Li et al. (2017) also conducted a study to investigate the optimal blood pressure trajectories for risk prediction of both intracerebral hemorrhage and cerebral infarction. This large prospective cohort study in China after statistical analysis documented 1034 incident cases of cerebral infarction and 187 cases of intracerebral hemorrhage out of 79 385. In addition, Individuals in stage 2 hypertension-stable systolic BP trajectory (175–179 mm Hg) had the highest risk of intracerebral hemorrhage (adjusted hazard ratio of 12.4) and cerebral infarction (adjusted hazard ratio of 5.07), relative to the normotensive-stable group. This study concluded that BP trajectories were associated with an increased risk of stroke.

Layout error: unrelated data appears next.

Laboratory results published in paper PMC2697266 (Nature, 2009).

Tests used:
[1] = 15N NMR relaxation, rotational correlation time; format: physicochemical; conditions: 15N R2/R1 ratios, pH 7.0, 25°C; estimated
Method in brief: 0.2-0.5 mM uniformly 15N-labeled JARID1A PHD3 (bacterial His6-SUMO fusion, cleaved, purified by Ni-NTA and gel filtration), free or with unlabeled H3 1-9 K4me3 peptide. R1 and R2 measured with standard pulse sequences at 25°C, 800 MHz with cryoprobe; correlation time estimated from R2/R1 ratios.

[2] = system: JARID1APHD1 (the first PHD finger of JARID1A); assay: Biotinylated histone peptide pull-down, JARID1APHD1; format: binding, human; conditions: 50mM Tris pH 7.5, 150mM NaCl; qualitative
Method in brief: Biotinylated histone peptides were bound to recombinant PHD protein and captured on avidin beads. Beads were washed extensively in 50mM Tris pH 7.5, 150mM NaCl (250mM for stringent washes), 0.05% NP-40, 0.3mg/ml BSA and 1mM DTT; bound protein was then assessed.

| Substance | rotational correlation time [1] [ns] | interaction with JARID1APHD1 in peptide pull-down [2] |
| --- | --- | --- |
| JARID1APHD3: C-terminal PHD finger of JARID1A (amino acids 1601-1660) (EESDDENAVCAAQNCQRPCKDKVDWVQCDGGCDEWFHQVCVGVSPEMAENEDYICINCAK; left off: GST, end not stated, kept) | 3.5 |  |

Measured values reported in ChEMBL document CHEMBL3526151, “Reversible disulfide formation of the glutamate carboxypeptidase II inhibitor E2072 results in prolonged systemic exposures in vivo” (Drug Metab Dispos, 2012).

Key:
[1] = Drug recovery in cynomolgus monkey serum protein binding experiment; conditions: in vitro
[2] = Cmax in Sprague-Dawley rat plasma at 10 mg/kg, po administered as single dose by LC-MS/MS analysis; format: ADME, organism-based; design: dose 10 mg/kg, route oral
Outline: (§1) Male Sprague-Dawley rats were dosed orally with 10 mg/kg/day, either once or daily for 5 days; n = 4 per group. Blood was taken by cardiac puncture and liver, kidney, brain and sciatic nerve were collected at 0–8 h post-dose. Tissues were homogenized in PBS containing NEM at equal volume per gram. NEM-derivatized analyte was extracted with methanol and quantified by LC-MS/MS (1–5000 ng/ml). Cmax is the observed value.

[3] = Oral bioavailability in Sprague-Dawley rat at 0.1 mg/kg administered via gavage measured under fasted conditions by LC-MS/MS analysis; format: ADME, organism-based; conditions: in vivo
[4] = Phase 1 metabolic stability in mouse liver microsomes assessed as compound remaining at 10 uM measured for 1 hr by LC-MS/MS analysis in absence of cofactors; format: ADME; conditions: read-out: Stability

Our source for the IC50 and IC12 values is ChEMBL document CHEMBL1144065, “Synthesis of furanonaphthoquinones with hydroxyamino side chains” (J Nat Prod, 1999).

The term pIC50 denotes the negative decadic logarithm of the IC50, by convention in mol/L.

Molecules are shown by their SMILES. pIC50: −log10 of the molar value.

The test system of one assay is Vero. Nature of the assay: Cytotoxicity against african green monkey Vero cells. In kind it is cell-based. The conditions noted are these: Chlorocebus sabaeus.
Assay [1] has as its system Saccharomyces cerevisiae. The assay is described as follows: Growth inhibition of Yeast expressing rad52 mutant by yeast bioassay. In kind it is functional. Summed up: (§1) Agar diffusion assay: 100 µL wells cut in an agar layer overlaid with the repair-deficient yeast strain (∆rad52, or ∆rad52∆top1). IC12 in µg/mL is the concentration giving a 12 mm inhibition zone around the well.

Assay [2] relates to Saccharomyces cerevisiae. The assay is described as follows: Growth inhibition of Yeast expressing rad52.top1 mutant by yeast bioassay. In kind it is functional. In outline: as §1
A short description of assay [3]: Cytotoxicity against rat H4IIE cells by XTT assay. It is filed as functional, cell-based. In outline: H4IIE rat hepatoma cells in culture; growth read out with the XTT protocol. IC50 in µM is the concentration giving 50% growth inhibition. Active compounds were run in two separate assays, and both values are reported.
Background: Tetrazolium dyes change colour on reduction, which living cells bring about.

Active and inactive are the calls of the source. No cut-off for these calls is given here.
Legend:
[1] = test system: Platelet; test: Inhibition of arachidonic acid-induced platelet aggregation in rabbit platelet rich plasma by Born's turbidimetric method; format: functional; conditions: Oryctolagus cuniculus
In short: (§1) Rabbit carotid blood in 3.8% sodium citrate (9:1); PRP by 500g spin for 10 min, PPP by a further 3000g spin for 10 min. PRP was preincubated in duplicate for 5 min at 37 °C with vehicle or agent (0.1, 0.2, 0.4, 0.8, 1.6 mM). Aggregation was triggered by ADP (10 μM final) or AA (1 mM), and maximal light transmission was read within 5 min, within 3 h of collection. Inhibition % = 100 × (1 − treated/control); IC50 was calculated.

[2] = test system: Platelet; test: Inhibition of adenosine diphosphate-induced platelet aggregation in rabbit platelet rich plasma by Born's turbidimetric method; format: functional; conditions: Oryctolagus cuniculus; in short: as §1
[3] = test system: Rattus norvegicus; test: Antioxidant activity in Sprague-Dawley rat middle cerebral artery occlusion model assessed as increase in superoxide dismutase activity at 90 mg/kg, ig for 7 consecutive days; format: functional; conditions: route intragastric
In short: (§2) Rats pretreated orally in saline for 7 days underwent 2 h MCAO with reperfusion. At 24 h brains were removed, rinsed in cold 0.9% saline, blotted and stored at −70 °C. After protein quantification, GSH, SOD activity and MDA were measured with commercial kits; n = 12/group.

The article that best supports nursing interventions for hypertension is the article by Han et al. (2017) which assesses the impact of suboptimal control of hypertension on the incidence of stroke. Han et al. (2017) urge the healthcare providers particularly the nurses to detect hypertension early through screening. Furthermore, emphasis on the treatment of already diagnosed hypertension is unquestionably elaborated in this article. The article further encourages nurses to adequately treat hypertension through various interventions to ensure that it is well controlled to reduce the incidence of adverse events such as stroke.  In contrast, the article by Lee et al. (2017) only stresses the need to adhere to antihypertensives to prevent stroke while the articles by Sarfo et al. (2020), Li et al. (2017), and Ishii et al. (2017) all concentrate on demonstrating the impact and overwhelming evidence of the significant contribution of uncontrolled hypertension to development of stroke.